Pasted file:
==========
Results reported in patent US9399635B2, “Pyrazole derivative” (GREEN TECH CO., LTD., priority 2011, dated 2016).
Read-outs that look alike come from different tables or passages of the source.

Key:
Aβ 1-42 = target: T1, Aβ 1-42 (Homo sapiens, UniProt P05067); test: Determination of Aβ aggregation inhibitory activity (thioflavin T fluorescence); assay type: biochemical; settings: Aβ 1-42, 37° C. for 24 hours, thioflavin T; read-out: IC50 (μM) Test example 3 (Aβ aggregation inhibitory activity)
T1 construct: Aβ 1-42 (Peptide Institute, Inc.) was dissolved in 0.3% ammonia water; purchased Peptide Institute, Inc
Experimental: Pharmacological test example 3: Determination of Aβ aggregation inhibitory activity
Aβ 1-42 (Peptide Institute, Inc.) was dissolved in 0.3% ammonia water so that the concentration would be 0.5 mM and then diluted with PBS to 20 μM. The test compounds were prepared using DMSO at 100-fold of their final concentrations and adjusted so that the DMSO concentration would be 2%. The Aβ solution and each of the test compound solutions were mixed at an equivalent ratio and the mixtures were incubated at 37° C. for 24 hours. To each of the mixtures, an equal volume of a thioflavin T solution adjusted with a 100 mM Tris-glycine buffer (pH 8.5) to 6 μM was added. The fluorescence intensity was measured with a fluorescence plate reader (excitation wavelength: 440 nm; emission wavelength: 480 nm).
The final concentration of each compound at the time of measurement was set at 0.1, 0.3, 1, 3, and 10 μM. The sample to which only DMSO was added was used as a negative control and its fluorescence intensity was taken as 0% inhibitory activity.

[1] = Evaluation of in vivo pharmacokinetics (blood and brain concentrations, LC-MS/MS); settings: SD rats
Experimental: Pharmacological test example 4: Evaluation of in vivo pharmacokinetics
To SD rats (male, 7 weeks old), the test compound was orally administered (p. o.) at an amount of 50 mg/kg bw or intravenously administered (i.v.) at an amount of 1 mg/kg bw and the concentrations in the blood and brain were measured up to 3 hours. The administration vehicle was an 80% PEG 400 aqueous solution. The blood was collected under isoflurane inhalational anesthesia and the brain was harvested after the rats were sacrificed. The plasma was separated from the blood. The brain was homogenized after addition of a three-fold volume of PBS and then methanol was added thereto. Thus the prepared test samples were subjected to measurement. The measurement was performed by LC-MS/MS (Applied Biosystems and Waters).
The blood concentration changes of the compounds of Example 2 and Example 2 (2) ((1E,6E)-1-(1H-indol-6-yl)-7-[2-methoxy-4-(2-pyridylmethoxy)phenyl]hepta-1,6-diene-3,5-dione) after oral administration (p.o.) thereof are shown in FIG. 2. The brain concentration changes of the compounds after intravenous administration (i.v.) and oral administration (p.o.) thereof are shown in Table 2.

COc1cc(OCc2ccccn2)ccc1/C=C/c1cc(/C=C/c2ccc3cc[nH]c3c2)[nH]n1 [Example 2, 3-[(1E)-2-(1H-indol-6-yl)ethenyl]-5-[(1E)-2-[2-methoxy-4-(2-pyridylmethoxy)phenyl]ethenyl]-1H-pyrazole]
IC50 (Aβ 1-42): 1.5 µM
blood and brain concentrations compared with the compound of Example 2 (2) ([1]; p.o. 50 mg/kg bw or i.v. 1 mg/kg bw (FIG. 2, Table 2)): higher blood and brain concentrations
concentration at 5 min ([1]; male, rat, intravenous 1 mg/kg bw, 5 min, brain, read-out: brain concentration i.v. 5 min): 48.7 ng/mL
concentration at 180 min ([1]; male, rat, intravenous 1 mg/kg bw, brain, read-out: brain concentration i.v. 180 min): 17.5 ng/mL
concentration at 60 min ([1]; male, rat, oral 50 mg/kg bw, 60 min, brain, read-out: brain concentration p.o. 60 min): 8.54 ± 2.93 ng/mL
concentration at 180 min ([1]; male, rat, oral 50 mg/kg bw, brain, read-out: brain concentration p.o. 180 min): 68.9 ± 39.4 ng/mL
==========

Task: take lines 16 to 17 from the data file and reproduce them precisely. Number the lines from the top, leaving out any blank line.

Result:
concentration at 5 min ([1]; male, rat, intravenous 1 mg/kg bw, 5 min, brain, read-out: brain concentration i.v. 5 min): 48.7 ng/mL
concentration at 180 min ([1]; male, rat, intravenous 1 mg/kg bw, brain, read-out: brain concentration i.v. 180 min): 17.5 ng/mL